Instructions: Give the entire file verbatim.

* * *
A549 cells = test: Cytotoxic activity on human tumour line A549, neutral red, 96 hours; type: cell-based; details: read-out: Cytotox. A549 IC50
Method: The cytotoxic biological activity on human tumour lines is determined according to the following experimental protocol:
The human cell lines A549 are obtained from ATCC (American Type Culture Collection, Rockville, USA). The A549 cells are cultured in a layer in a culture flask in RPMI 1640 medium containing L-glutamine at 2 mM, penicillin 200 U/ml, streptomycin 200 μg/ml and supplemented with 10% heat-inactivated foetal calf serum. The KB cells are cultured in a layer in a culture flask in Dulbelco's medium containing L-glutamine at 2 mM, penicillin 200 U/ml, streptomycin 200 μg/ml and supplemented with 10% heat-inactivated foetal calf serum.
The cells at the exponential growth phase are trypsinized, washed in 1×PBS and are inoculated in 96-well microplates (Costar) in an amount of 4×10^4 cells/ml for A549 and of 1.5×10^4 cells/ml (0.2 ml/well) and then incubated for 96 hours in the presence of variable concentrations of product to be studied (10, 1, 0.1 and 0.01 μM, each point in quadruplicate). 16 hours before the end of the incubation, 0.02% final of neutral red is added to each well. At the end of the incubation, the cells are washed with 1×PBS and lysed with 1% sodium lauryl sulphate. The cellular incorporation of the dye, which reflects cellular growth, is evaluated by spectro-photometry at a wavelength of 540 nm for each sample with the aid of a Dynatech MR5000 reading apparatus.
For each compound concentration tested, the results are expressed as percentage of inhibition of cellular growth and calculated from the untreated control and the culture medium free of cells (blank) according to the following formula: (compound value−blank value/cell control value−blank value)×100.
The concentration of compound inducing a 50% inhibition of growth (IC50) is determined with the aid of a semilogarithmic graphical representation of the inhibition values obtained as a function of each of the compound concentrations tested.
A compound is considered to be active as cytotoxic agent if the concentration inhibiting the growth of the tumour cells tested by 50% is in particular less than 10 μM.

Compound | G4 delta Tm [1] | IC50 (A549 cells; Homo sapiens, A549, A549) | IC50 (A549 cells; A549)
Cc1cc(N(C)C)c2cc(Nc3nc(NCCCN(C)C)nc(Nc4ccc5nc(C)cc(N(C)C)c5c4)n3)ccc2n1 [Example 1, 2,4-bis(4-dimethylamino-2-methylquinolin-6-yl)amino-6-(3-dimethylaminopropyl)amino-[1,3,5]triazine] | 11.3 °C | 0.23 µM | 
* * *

A549 cells = test: Cytotoxic activity on human tumour line A549, neutral red, 96 hours; type: cell-based; details: read-out: Cytotox. A549 IC50
Method: The cytotoxic biological activity on human tumour lines is determined according to the following experimental protocol:
The human cell lines A549 are obtained from ATCC (American Type Culture Collection, Rockville, USA). The A549 cells are cultured in a layer in a culture flask in RPMI 1640 medium containing L-glutamine at 2 mM, penicillin 200 U/ml, streptomycin 200 μg/ml and supplemented with 10% heat-inactivated foetal calf serum. The KB cells are cultured in a layer in a culture flask in Dulbelco's medium containing L-glutamine at 2 mM, penicillin 200 U/ml, streptomycin 200 μg/ml and supplemented with 10% heat-inactivated foetal calf serum.
The cells at the exponential growth phase are trypsinized, washed in 1×PBS and are inoculated in 96-well microplates (Costar) in an amount of 4×10^4 cells/ml for A549 and of 1.5×10^4 cells/ml (0.2 ml/well) and then incubated for 96 hours in the presence of variable concentrations of product to be studied (10, 1, 0.1 and 0.01 μM, each point in quadruplicate). 16 hours before the end of the incubation, 0.02% final of neutral red is added to each well. At the end of the incubation, the cells are washed with 1×PBS and lysed with 1% sodium lauryl sulphate. The cellular incorporation of the dye, which reflects cellular growth, is evaluated by spectro-photometry at a wavelength of 540 nm for each sample with the aid of a Dynatech MR5000 reading apparatus.
For each compound concentration tested, the results are expressed as percentage of inhibition of cellular growth and calculated from the untreated control and the culture medium free of cells (blank) according to the following formula: (compound value−blank value/cell control value−blank value)×100.
The concentration of compound inducing a 50% inhibition of growth (IC50) is determined with the aid of a semilogarithmic graphical representation of the inhibition values obtained as a function of each of the compound concentrations tested.
A compound is considered to be active as cytotoxic agent if the concentration inhibiting the growth of the tumour cells tested by 50% is in particular less than 10 μM.

Compound | G4 delta Tm [1] | IC50 (A549 cells; Homo sapiens, A549, A549) | IC50 (A549 cells; A549)
Cc1cc(N(C)C)c2cc(Nc3nc(NCCCN(C)C)nc(Nc4ccc5nc(C)cc(N(C)C)c5c4)n3)ccc2n1 [Example 1, 2,4-bis(4-dimethylamino-2-methylquinolin-6-yl)amino-6-(3-dimethylaminopropyl)amino-[1,3,5]triazine] | 11.3 °C | 0.23 µM | 